It’s here at last! Some wonderful participants are going to join me in celebrating women directors from the dawn of cinema to 1970! Do join us on this tour of this forgotten realm of film history.
What do you do with an insistent photographer? Eat him and his camera, of course! A darling and somewhat twisted little trick film comedy from Britain.
Many people come to this version of Camille to see a young Rudolph Valentino but leading lady Nazimova is the reason to stick around. She absolutely owns the role of the doomed courtesan and her dramatic ability is accented by a charming sense of humor.
There are plenty of wonderful silent movie GIFs for making trouble and telling people off but what about more polite interactions? Here are my favorite silent movie GIFs for pleasant online conversation. Enjoy!
Welcome back! I am cooking my way through the 1929 Photoplay Cookbook but today, I am taking a little break in order to prepare a 1916 recipe from the #1 male star of the time: Francis X. Bushman.
In my adventures online, I stumbled across a statement that got me thinking. Someone confidently asserted that the global silent movie fanbase was shrinking, would continue to shrink and that young people are simply not joining up.
A certain gentleman with an unnatural beard pigment marries for the eighth time but things go sour when the new bride discovers what happened to the other seven Mrs. Bluebeards. A macabre fairy tale from Georges Méliès.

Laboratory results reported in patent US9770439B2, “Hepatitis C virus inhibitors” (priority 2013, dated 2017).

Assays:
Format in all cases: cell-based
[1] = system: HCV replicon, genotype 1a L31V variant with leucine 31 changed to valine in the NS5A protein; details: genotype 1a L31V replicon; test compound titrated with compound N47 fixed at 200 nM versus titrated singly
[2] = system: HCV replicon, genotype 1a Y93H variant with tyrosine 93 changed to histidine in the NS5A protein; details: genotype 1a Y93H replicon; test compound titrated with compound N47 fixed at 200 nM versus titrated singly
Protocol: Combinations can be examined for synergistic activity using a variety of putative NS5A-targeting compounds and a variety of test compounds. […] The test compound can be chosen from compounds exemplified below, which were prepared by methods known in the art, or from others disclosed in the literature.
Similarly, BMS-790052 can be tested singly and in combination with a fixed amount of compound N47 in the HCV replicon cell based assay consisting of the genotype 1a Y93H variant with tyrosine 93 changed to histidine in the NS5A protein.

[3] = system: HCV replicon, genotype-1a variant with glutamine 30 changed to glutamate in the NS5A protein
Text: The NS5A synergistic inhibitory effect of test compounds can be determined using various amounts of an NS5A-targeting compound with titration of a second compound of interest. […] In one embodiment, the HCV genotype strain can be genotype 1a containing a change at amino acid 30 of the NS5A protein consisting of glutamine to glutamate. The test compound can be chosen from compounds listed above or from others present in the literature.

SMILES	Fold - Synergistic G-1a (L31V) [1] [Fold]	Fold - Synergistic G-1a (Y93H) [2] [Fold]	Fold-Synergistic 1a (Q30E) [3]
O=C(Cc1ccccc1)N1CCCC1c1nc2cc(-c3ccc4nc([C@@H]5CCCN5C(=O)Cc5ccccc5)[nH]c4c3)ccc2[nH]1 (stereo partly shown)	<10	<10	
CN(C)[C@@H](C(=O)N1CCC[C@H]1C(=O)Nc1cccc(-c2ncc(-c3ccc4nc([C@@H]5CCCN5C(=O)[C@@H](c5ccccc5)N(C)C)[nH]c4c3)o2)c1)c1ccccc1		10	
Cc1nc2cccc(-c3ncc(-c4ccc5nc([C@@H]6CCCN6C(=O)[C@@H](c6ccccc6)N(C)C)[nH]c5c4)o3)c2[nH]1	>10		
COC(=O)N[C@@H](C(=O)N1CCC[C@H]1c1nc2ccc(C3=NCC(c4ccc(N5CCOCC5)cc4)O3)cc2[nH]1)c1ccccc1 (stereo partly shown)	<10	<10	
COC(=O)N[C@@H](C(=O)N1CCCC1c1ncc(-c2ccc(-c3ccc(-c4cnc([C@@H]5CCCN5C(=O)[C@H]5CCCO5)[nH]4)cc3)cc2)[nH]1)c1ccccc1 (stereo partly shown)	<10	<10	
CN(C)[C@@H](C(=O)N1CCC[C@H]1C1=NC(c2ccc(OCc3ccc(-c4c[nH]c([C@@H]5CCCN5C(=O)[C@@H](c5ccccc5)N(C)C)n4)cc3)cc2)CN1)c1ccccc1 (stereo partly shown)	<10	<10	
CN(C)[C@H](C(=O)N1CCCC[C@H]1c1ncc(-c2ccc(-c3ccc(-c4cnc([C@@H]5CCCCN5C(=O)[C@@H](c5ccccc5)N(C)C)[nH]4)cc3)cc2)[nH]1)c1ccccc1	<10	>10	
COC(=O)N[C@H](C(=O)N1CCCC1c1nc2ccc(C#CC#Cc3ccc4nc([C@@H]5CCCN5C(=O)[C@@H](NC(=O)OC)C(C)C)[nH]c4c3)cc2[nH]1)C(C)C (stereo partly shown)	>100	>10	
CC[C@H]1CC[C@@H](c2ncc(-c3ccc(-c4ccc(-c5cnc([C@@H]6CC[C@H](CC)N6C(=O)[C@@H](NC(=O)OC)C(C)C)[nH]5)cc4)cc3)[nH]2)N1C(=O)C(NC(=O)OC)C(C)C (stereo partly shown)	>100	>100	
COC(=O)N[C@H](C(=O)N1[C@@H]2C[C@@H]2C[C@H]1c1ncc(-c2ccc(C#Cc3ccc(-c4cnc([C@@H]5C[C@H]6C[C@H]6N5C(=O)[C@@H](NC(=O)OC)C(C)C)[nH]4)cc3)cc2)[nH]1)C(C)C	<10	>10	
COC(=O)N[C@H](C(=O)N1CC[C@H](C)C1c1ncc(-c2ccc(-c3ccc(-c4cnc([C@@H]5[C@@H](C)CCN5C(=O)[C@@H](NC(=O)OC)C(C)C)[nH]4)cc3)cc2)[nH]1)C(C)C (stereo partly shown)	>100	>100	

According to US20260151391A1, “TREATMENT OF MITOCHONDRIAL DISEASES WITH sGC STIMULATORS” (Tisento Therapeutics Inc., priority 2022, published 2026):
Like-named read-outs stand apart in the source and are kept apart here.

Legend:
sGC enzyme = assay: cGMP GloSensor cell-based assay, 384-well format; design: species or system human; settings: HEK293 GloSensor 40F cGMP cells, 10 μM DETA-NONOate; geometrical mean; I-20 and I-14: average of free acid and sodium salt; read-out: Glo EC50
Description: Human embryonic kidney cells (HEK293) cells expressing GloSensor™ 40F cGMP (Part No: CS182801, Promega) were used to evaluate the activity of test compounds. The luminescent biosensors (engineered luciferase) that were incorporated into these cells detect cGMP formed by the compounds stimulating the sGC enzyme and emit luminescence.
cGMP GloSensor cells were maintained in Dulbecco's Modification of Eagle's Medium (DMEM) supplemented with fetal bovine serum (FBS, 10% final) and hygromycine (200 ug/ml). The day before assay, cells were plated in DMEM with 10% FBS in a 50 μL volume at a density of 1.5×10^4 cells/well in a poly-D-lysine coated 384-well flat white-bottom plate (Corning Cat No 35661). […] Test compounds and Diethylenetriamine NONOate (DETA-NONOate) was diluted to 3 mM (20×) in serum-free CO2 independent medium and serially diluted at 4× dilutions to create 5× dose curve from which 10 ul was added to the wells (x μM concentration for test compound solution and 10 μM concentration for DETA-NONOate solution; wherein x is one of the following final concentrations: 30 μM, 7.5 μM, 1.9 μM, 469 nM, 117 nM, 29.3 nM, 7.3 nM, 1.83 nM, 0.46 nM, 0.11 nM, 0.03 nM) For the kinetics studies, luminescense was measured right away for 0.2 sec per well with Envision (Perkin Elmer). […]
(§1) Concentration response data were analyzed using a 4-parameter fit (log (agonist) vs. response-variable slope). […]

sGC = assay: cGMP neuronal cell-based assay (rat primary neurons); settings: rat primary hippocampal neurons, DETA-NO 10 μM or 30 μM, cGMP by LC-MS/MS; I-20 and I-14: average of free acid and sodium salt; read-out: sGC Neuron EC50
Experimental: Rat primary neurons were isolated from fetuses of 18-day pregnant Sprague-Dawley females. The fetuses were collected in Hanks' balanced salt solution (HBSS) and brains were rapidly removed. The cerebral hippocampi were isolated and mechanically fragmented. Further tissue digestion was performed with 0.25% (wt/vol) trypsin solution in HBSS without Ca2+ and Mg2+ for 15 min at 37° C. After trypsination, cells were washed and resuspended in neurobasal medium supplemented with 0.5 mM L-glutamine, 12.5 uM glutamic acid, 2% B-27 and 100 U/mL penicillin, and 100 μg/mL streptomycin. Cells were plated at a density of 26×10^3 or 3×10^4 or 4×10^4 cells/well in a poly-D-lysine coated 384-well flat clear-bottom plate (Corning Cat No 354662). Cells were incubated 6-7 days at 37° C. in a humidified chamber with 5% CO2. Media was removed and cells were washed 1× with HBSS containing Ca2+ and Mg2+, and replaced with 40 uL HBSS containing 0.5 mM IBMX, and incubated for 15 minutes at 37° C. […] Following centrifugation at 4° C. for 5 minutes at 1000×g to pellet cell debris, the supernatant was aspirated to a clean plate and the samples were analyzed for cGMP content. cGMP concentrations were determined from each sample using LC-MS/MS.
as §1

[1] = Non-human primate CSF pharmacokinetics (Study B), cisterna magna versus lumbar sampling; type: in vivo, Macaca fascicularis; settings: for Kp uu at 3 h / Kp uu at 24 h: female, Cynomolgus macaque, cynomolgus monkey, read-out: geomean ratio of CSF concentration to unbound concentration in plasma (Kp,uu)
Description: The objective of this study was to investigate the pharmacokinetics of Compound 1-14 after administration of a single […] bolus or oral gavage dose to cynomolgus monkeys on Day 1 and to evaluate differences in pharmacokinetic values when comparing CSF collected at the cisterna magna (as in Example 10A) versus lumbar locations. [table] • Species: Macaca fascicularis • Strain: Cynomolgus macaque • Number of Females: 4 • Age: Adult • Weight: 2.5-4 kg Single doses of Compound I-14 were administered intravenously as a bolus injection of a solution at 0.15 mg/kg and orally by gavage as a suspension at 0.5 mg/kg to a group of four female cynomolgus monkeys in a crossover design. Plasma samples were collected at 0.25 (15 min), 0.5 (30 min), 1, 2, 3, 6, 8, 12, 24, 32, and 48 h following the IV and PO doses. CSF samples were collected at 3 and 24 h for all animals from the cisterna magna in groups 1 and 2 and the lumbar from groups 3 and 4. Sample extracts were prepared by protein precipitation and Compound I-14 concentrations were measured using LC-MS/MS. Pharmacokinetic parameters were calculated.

A Clara Bow vehicle released during the height of her popularity, “Hula” refers to the main character’s name, as well as a dance. She likes Clive Brook but his pesky estranged wife is in the way. What’s a flapper to do? Fancy a bit of light terrorism?
In the early days of film, even the simplest of concepts was fresh territory. In this case, the Lumiere brothers showcase the denizens of Jerusalem waving farewell to a moving train. Cameras on a moving train? Oh my!
A little while ago, a patron asked if I would be willing to share the titles in my silent film collection. I did a quick poll on Twitter and it seemed that there was interest so I am giving this “shelfie” thing a whirl. Here goes nothing!
I have quite the haul this time! In fact, this is only half of it, I’ll be posting the other half at a later date. I have been ordering from overseas and have a collection of goodies from foreign shores!
It’s #WomensHistoryMonth and so it’s a great excuse to ironically post a bunch of GIFs that feature men kvetching about women and being annoyed by them. Neener neener.
Readers of this site know that I get more than a little annoyed when silent film heroines are dismissed as screaming damsels tied to the tracks. Not only is this a myth, it is a damaging one, erasing the many bold and brash silent movie heroines from film history.
Have you ever wondered if you could make it in silent films? Well, you’re not alone. Thousands of hopefuls streamed to California with ambitions of screen stardom. This vintage checklist was used to screen applicants at the studio gate.
It was the worst of films, it was the best of films. This Sherlock Holmes adaptation is easily one of the worst-acted silent movies I have ever seen but it is also absolutely hilarious.
It’s 1899. Absinthe is the rage in France and pioneering director Alice Guy has a bit of fun with the then-stylish beverage. And a bottle of seltzer. It’s proto-slapstick!